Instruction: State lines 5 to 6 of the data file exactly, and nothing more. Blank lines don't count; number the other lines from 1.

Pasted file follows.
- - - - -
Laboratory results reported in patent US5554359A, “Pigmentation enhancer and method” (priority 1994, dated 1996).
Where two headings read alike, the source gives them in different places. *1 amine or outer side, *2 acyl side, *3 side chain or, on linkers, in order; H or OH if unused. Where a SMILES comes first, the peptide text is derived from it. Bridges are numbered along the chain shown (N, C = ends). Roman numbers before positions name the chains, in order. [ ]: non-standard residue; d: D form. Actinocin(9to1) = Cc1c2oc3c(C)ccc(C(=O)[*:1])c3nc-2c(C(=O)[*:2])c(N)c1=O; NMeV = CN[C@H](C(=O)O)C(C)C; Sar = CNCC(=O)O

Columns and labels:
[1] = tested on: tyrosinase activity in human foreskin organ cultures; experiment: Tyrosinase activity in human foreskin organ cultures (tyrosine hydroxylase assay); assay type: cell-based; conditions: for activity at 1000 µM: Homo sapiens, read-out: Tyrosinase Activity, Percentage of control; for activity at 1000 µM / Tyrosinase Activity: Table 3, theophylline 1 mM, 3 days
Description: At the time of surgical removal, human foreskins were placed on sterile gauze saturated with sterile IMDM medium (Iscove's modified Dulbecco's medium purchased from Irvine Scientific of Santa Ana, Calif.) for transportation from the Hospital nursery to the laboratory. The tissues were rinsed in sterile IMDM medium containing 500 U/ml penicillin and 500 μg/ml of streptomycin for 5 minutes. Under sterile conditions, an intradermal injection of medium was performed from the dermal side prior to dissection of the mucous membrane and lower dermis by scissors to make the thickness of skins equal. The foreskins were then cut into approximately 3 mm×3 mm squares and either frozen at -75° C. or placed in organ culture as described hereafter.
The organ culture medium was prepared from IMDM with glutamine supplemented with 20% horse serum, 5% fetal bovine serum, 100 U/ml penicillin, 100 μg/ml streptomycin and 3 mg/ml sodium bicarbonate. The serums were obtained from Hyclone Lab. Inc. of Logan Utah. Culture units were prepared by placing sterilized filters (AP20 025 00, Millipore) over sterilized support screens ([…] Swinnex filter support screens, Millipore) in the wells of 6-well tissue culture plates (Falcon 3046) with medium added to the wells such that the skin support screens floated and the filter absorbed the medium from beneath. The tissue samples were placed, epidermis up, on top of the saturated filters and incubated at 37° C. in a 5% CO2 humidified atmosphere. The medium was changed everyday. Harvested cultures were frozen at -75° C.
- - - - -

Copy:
Description: At the time of surgical removal, human foreskins were placed on sterile gauze saturated with sterile IMDM medium (Iscove's modified Dulbecco's medium purchased from Irvine Scientific of Santa Ana, Calif.) for transportation from the Hospital nursery to the laboratory. The tissues were rinsed in sterile IMDM medium containing 500 U/ml penicillin and 500 μg/ml of streptomycin for 5 minutes. Under sterile conditions, an intradermal injection of medium was performed from the dermal side prior to dissection of the mucous membrane and lower dermis by scissors to make the thickness of skins equal. The foreskins were then cut into approximately 3 mm×3 mm squares and either frozen at -75° C. or placed in organ culture as described hereafter.
The organ culture medium was prepared from IMDM with glutamine supplemented with 20% horse serum, 5% fetal bovine serum, 100 U/ml penicillin, 100 μg/ml streptomycin and 3 mg/ml sodium bicarbonate. The serums were obtained from Hyclone Lab. Inc. of Logan Utah. Culture units were prepared by placing sterilized filters (AP20 025 00, Millipore) over sterilized support screens ([…] Swinnex filter support screens, Millipore) in the wells of 6-well tissue culture plates (Falcon 3046) with medium added to the wells such that the skin support screens floated and the filter absorbed the medium from beneath. The tissue samples were placed, epidermis up, on top of the saturated filters and incubated at 37° C. in a 5% CO2 humidified atmosphere. The medium was changed everyday. Harvested cultures were frozen at -75° C.